Twitter on Monday filed a lawsuit against Texas Attorney General Ken Paxton (R), saying that his office launched an investigation into the social media giant because it banned former President Trump from its platform.

Driving the news: Twitter is seeking to halt an investigation launched by Paxton into moderation practices by Big Tech firms including Twitter for what he called "the seemingly coordinated de-platforming of the President" days after they banned him following the Jan. 6 Capitol insurrection.

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Retiring Republicans could clear the path for GOP troublemakers to join the Senate ranks

Sen. Roy Blunt's retirement highlights the twin challenge facing Senate Republicans: finding good replacement candidates and avoiding a pathway for potential troublemakers to join their ranks.

Why it matters: While the midterm elections are supposed to be a boon to the party out of power, the recent run of retirements — which may not be over — is upending that assumption for the GOP in 2022.

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Diversity in Congress is growing steadily, but lags behind the U.S. population

Data: Brookings Institution and Pew Research Center; Note: No data on Native Americans in Congress before the 107th Congress; Chart: Danielle Alberti/Axios

The number of non-white senators and House members in the 535-seat Congress has been growing steadily in the past several decades — but representation largely lags behind the overall U.S. population.

Why it matters: Non-whites find it harder to break into the power system because of structural barriers such as the need to quit a job to campaign full time for office, as Axios reported in its latest Hard Truths Deep Dive.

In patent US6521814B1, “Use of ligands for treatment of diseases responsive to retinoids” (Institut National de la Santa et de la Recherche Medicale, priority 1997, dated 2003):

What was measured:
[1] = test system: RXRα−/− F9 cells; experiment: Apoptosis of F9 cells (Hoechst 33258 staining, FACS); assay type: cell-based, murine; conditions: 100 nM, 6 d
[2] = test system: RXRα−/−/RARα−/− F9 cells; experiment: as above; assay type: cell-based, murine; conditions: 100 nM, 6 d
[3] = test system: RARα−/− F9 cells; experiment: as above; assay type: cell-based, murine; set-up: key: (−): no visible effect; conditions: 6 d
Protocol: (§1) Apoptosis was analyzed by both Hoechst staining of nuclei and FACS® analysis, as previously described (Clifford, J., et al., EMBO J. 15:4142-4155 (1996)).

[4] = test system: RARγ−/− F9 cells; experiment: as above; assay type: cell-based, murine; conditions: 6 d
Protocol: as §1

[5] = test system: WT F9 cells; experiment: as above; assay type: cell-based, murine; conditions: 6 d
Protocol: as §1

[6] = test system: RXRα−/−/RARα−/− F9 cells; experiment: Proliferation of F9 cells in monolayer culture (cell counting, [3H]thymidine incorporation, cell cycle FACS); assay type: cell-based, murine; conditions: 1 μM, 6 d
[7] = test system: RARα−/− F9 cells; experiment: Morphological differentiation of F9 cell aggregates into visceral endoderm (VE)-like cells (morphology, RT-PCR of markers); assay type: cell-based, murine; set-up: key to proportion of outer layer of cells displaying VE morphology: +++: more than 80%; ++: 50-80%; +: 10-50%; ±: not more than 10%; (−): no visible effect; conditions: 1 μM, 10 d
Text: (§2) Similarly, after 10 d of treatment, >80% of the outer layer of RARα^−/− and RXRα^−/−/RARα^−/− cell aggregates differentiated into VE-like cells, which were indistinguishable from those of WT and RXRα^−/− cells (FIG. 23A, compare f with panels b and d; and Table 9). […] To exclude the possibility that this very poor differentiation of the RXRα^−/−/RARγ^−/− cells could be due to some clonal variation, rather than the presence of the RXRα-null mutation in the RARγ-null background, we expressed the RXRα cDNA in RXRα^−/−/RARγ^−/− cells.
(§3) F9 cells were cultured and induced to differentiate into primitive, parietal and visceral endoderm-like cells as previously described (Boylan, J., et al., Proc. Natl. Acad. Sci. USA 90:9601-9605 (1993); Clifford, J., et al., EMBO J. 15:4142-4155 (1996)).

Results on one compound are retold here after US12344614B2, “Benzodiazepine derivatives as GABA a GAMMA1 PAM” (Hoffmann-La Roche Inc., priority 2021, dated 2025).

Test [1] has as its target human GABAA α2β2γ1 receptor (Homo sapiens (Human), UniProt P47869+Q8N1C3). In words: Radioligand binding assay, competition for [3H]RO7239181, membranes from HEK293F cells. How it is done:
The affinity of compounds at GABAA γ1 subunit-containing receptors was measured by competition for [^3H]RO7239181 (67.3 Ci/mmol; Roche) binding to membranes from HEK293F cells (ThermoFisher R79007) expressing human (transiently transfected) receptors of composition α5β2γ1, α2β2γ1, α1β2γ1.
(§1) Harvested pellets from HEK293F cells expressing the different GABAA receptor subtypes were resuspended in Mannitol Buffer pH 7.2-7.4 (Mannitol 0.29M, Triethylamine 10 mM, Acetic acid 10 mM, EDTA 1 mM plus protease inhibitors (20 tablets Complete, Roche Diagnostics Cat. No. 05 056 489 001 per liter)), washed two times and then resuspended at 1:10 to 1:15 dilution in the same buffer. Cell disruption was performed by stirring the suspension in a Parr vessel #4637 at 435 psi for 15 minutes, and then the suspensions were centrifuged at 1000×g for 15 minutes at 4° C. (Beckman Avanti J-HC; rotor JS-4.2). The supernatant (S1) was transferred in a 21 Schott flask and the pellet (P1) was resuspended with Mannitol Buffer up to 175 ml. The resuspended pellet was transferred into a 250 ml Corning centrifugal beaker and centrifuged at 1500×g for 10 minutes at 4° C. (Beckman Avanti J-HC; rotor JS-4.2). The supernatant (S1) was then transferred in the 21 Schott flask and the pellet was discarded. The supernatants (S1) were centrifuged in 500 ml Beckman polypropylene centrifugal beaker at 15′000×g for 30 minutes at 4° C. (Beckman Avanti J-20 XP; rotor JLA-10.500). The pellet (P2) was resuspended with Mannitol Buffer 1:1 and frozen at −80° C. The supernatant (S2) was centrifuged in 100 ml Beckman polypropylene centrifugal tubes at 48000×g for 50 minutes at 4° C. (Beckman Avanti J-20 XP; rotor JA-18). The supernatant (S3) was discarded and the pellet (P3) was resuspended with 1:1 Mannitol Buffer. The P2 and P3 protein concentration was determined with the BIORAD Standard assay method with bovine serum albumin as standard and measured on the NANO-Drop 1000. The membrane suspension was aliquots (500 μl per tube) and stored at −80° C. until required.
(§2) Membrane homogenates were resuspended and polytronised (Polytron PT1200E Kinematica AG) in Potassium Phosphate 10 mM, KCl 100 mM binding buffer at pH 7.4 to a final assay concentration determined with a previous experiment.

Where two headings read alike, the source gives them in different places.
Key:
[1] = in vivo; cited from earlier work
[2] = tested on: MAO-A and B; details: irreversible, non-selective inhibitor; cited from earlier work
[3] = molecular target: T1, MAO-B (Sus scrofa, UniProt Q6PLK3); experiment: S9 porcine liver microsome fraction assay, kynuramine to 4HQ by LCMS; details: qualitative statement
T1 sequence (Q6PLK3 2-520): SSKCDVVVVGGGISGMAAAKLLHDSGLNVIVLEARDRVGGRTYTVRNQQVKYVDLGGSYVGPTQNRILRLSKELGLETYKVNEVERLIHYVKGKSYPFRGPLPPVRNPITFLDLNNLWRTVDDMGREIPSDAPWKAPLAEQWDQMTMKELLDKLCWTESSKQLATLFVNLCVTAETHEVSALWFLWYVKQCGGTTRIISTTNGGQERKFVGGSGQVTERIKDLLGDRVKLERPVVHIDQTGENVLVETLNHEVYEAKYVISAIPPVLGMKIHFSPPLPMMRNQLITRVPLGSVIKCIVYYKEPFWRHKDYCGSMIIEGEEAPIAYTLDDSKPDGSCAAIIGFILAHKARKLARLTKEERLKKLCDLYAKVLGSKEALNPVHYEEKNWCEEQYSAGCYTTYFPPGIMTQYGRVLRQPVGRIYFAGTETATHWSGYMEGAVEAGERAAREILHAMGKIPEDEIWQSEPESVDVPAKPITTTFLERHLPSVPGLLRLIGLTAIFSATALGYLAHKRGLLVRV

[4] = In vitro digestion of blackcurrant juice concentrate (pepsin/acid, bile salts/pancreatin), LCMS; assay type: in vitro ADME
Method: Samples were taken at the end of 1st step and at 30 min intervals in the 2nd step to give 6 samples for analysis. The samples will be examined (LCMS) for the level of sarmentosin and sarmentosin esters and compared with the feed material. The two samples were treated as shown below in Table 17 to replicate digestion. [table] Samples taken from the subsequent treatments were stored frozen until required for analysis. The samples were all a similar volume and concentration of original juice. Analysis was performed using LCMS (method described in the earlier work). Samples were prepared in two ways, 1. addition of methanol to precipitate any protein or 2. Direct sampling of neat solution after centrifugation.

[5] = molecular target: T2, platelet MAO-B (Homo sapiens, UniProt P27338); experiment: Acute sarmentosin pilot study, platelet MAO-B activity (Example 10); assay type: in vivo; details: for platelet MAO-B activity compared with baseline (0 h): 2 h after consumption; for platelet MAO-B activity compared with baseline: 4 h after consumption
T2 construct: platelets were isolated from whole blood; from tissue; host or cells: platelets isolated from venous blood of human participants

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As Senate Republicans retire, lobbyists eye staff as top-notch talent

The retirements of high-profile Senate Republicans mean a lot of experienced staffers will soon be seeking new jobs, and Washington lobbying and public affairs firms are eyeing a potential glut of top-notch talent.

Why it matters: Roy Blunt is the fifth Republican dealmaker in the Senate to announce his retirement next year. Staffers left behind who can navigate the upper chamber of Congress will be gold for the city’s influence industry.

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U.S. grants temporary protected status to thousands of Venezuelans

Venezuelans living in the United States will be eligible to receive temporary protected status for 18 months, the Department of Homeland Security announced Monday.

Why it matters: Tens of thousands of Venezuelans have fled to the U.S. amid economic, political and social turmoil back home. Former President Trump, on his last full day in office, granted some protections to Venezuelans through the U.S. Deferred Enforced Departure program, but advocates and lawmakers said the move didn't go far enough.

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Zuckerberg floated possibility of remote work in January 2020. Sandberg thought he was "nuts"

Chief operating officer Sheryl Sandberg thought Mark Zuckerberg was "nuts" when he raised the possibility in January 2020 that 50,000 Facebook employees might have to work from home. By March 6, they were.

Why it matters: In an interview Monday with Axios Re:Cap, Sandberg explained how Facebook moved quickly to respond to the pandemic with grants for small businesses and work-from-home stipends for its employees, and how the company has been watching the unfolding crisis for women in the workforce.